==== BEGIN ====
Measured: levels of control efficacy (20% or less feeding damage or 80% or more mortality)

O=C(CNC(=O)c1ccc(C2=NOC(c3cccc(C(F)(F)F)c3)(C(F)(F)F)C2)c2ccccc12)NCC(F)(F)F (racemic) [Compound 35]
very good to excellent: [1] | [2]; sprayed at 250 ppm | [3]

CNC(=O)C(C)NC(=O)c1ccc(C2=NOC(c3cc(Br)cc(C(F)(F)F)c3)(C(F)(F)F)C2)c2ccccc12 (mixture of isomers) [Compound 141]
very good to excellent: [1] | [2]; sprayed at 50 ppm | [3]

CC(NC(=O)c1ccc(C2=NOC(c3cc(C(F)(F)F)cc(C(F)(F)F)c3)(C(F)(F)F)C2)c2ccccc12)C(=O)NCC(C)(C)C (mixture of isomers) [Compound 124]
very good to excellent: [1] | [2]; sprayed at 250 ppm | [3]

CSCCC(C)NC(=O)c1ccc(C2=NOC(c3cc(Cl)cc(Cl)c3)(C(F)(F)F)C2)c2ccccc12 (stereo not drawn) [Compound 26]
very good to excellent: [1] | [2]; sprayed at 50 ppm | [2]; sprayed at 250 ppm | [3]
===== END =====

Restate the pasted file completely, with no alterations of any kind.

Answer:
Measured: levels of control efficacy (20% or less feeding damage or 80% or more mortality)

O=C(CNC(=O)c1ccc(C2=NOC(c3cccc(C(F)(F)F)c3)(C(F)(F)F)C2)c2ccccc12)NCC(F)(F)F (racemic) [Compound 35]
very good to excellent: [1] | [2]; sprayed at 250 ppm | [3]

CNC(=O)C(C)NC(=O)c1ccc(C2=NOC(c3cc(Br)cc(C(F)(F)F)c3)(C(F)(F)F)C2)c2ccccc12 (mixture of isomers) [Compound 141]
very good to excellent: [1] | [2]; sprayed at 50 ppm | [3]

CC(NC(=O)c1ccc(C2=NOC(c3cc(C(F)(F)F)cc(C(F)(F)F)c3)(C(F)(F)F)C2)c2ccccc12)C(=O)NCC(C)(C)C (mixture of isomers) [Compound 124]
very good to excellent: [1] | [2]; sprayed at 250 ppm | [3]

CSCCC(C)NC(=O)c1ccc(C2=NOC(c3cc(Cl)cc(Cl)c3)(C(F)(F)F)C2)c2ccccc12 (stereo not drawn) [Compound 26]
very good to excellent: [1] | [2]; sprayed at 50 ppm | [2]; sprayed at 250 ppm | [3]